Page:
National pharmacare likely won’t help Canadians who need help the most

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Appeared in the Hill Times, September 20, 2023
National pharmacare likely won’t help Canadians who need help the most

Sometime this fall, the Trudeau government will likely table a bill outlining “significant steps” towards a national Pharmacare plan, a key requirement of the government’s agreement with the NDP. However, and perhaps to the chagrin of NDP Leader Jagmeet Singh, the Liberals may take a more cautious approach despite earlier talk of a universal single-payer plan. Moreover, details of an internal memo suggest the government knows that Canadians are “sensitive to cost considerations as government health-related expenses continue to grow.”

This roll-back in rhetoric suggests the Trudeau government may have finally come to terms with the economic reality and the inefficiency of a national one-size-fits-all pharmacare plan.

To understand why, consider that previous estimates suggest a universal single-payer pharmacare program could cost anywhere between $15.0 billion and $32.7 billion annually (the difference between estimates stems in part from uncertainty regarding how successful the government would be at negotiating lower drug prices, and potential increases in the cost of new drugs more generally). Regardless, according to the government’s latest budget projections, the federal deficit will surpass $40 billion in 2023—that number excludes any funding for pharmacare. Increasing spending by tens of billions more, without a plan to pay for it, will drive up government debt and result in higher taxes in the future to pay for today’s spending.

Moreover, national pharmacare is not popular when Canadians face a direct cost. For example, support for a national prescription drug plan drops from 79 per cent to 40 per cent when a two-percentage point increase in the GST (from 5 to 7 per cent) is linked with the new program.

Beyond the crucial cost considerations, it remains unclear whether a national pharmacare program, which covers all Canadians—irrespective of income or existing coverage—will actually achieve what it intends. Two-thirds of Canadians already have private coverage for most outpatient drugs. And provincial plans already help low-income Canadians pay for prescription medications. In fact, all 10 provinces provide drug coverage for social assistance recipients at limited or no personal cost. Disabled individuals and Canadians with chronic conditions also receive provincial support to cover drug costs.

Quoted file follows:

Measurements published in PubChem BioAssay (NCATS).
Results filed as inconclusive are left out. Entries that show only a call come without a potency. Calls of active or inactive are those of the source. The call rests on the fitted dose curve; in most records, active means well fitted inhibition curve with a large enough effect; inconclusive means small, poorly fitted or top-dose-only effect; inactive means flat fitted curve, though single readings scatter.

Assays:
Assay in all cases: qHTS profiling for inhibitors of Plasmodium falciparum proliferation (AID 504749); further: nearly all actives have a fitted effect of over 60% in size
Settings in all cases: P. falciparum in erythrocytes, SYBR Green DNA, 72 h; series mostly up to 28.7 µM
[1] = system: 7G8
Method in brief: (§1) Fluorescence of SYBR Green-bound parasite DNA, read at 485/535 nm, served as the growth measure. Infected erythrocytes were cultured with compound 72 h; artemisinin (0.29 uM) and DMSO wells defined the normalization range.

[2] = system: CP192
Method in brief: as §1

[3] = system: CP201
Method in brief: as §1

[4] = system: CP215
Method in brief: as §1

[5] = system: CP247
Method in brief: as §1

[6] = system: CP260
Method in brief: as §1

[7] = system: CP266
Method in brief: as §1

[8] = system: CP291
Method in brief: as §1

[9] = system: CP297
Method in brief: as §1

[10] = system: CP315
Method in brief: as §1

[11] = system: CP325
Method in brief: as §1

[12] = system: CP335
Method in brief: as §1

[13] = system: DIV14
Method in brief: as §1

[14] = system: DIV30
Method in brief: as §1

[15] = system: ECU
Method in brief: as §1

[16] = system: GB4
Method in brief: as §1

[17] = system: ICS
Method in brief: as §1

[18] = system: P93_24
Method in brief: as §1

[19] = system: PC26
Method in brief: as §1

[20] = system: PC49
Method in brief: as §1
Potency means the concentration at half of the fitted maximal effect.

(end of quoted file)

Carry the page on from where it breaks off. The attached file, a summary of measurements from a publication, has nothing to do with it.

Some provinces even provide additional funding. British Columbia, for instance, covers 70 per cent to 100 per cent of the cost of eligible prescription medications for families through its Fair Pharmacare program. Alberta covers the majority of prescription drug costs for eligible residents below the age of 65 in the province’s Non-Group Coverage plan. Under this plan, Alberta families pay a monthly premium and 30 per cent of their prescription costs to a maximum of $25. Seniors do not pay any premiums and lower-income families receive additional subsidies.

Quebec’s universal pharmacare framework requires residents to have prescription drug insurance through the private or public system. If eligible, Quebecers must register for a private plan and incur associated costs. Otherwise, they must enroll in the Quebec government’s drug insurance plan (RAMQ) while generally still paying premiums and sharing some of the cost.

Despite the existence of these programs, however, many Canadians still struggle to pay for prescription drugs. But instead of introducing a new national program as a blunt instrument, the Trudeau government could specifically target the 8.2 per cent to 23 per cent of Canadians who struggle to pay for their medications. Expanding coverage through partnerships with the private sector is another option, like universal health-care countries such as Switzerland and the Netherlands.

Finally, because many Canadians are already covered with prescription drug plans by private organizations or through their provincial governments, national pharmacare would essentially shift the provider of coverage to the federal government for the majority of Canadians who are already insured. And this will come with either an expensive bill or potentially fewer medicines covered, and longer delays to get access to them. Without careful targeting, a national pharmacare plan will likely fail to assist low-income Canadians and seniors who already struggle to pay for prescription medications.

Clearly, a national prescription drug plan would increase government spending and debt substantially to subsidize many Canadians who do not need the support. Instead, the Trudeau government should target assistance to Canadians most in need.

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